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Transport: the Achilles heel of the London Olympics

Packed into a subway train that has broken down, or stuck in gridlocked traffic, it's easy to spot one key aspect of London's 2012 Olympic Games that is causing organisers sleepless nights.

travel Updated: Apr 17, 2012 16:29 IST
AFP

Packed into a subway train that has broken down, or stuck in gridlocked traffic, it's easy to spot one key aspect of London's 2012 Olympic Games that is causing organisers sleepless nights.

Despite seven years of planning and a colossal budget, transport remains the Achilles heel of preparations that otherwise seem to be progressing well at the 100-day mark to go before the opening ceremony on July 27.

"Keeping the capital moving smoothly during the Games will be nothing short of a Herculean task," the London Assembly, which oversees the work of the mayor, warned last month.

"Given the scale of the challenges, some disruption to the transport network is inevitable," it added.

London's trains, underground train system and buses suffer from decades of under-investment and already struggle to cope with the 12 million journeys made each day, with the Tube in particular regularly breaking down or suffering delays.

During the Olympics, the network will have to deal with an extra three million daily journeys, as 10,500 athletes, 9,000 officials, 20,000 journalists and millions of spectators descend on the 13 Olympic sites across the capital.

Faced with the hideous prospect of athletes missing events while stuck in traffic or in a tunnel, London's transport authorities have embarked on a huge £6.5 billion ($10.4 billion, 7.5 billion euros) modernisation programme.

The budget, drawn up after London won the bid in 2005, is the equivalent of two-thirds of the money spent on the rest of the Games -- and Transport for London, which manages the network, is confident it will bear fruit.

TfL's director of Games transport Mark Evers told AFP that they had been preparing for the Olympics for the last seven years.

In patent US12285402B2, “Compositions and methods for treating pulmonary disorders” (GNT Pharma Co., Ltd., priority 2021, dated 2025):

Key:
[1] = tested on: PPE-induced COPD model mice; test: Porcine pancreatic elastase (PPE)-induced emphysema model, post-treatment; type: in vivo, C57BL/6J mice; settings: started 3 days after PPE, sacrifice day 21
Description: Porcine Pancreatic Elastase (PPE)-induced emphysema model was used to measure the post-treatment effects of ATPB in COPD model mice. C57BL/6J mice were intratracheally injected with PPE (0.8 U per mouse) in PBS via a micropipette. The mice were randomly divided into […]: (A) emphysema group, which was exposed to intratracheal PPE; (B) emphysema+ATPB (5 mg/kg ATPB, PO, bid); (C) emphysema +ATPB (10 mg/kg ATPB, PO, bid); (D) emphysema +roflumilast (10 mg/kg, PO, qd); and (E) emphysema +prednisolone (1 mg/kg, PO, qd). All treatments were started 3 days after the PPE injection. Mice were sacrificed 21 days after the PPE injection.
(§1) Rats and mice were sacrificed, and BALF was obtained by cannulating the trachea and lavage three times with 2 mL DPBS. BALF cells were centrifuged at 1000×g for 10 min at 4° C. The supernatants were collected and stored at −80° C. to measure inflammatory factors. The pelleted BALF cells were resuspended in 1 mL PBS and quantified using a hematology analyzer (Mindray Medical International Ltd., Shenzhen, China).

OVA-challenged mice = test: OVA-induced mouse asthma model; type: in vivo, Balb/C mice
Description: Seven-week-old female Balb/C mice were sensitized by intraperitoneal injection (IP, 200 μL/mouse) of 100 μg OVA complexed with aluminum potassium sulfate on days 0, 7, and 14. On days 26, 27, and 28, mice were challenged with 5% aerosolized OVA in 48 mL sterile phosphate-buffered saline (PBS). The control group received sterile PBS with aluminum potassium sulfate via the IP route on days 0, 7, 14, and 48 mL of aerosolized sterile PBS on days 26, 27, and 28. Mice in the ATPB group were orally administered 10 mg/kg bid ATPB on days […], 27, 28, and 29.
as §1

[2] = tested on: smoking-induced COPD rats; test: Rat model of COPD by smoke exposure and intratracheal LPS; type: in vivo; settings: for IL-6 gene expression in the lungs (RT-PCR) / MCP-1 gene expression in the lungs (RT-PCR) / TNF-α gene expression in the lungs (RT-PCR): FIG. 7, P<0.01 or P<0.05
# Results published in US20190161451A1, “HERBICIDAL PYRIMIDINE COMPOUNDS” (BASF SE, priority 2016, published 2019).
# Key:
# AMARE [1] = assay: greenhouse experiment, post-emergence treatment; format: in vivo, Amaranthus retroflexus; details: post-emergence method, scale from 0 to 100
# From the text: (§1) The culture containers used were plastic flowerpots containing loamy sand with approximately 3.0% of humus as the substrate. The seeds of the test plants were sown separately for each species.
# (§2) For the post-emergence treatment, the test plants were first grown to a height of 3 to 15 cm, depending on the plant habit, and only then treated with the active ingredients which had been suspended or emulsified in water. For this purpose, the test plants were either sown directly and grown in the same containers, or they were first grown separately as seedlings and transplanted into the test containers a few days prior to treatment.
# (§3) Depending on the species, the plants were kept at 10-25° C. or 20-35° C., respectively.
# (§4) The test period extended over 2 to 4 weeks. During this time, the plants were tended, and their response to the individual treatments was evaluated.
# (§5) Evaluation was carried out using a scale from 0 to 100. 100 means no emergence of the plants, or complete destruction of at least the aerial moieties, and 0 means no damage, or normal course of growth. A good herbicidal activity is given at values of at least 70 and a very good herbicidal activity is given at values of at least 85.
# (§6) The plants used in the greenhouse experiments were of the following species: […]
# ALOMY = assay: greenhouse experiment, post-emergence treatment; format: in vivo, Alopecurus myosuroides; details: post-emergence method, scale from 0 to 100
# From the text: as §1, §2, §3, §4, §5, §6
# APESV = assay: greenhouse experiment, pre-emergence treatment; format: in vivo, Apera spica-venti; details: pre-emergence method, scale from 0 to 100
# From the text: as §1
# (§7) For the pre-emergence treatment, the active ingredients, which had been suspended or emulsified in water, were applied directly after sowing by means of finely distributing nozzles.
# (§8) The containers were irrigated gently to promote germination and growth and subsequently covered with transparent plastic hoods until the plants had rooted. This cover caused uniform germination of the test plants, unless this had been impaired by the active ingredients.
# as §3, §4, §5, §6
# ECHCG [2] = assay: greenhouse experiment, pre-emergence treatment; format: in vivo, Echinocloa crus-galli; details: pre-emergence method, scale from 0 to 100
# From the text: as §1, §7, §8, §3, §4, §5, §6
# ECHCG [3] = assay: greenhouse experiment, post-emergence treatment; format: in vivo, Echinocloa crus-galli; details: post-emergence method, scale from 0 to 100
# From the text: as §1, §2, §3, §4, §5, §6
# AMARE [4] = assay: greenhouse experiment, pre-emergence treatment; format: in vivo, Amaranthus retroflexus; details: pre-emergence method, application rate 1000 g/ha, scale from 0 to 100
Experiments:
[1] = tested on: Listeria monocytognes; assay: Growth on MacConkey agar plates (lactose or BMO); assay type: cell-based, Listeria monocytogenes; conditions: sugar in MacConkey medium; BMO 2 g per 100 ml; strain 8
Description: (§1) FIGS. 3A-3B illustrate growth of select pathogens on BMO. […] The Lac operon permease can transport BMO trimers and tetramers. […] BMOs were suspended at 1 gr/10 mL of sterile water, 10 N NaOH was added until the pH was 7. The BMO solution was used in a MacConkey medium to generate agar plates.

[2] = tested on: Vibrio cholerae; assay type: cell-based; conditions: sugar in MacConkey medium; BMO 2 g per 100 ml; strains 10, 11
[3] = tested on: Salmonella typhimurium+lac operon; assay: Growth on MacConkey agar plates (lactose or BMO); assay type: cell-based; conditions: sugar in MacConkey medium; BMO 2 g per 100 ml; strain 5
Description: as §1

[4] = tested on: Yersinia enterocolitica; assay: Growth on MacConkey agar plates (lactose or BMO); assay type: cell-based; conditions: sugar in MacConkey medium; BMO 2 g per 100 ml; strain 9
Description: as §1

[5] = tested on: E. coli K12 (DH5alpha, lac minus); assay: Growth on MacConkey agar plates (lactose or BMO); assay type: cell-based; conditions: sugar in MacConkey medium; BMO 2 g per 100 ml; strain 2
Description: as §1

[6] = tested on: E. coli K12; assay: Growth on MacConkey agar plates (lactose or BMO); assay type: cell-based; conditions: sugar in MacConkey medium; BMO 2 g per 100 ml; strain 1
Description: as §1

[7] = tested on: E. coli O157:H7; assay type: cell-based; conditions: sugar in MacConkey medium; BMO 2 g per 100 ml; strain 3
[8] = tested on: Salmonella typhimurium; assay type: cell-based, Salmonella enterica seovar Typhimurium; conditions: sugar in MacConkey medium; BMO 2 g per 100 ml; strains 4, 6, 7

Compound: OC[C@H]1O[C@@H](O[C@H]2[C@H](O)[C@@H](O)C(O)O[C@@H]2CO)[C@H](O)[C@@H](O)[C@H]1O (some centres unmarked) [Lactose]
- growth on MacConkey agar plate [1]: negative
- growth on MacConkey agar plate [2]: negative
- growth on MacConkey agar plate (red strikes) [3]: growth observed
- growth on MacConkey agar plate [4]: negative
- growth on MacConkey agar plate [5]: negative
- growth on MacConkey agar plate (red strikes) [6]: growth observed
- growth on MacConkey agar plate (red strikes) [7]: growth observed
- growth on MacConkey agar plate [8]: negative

"We're really confident that the London public transport and the roads network will cope during the Games," he said.

As part of the often disruptive works programme, road junctions have been reorganised, Stratford station next to the Olympic site in east London has been extensively renovated, and existing train lines have been extended.

Extra buses, trains and Tubes will be laid on during the Games, while the high-speed Javelin shuttle service will whisk passengers off Eurostar trains coming from France and Belgium, directly to the Olympic site.

Lawmakers have also expressed concern that London's Heathrow airport, already the busiest in the world in international passenger terms, will be unable to cope when 17,000 athletes and officials depart on August 13.

The issue is not just capacity, however -- negotiations are currently under way with transport workers' unions who are demanding extra pay during the Games, to prevent the nightmare scenario of a strike.

TfL has sought to reduce the number of non-Olympic passengers who use the network by urging Londoners and commuters to travel by foot or by bicycle where possible during the 17 days of events.

It has also called on companies to offer employees the option of working at home or at least working flexible hours to ease rush-hour congestion.

To be on the safe side, tens of thousands of VIPs will be given access to 48 kilometres (30 miles) of special Olympic road lanes to help ease their journey through the capital, with 4,000 cars and 1,500 coaches hired to take them to the Olympic venues.

The plan has sparked strong criticism, particularly from taxi drivers who will not be allowed in the fast lanes, even if London's authorities insist that 70 percent of the road network will not be affected by the Olympics.

John Thomas, chairman of the Licensed Taxi Drivers Association, questioned why the VIPs had not been given hotels closer to the Olympic sites to avoid the need for such measures.

"London will be totally and completely gridlocked," Thomas told AFP.

Mayor of London Boris Johnson has dismissed such fears as "complete and utter nonsense" but traffic monitoring company Inrix forecasts a 33-percent increase in jams during the end of July and the beginning of August.

Tony Travers, a transport expert at the London School of Economics (LSE), said it was very difficult to predict how the transport network would cope.

"We'll only find out when it happens," he said.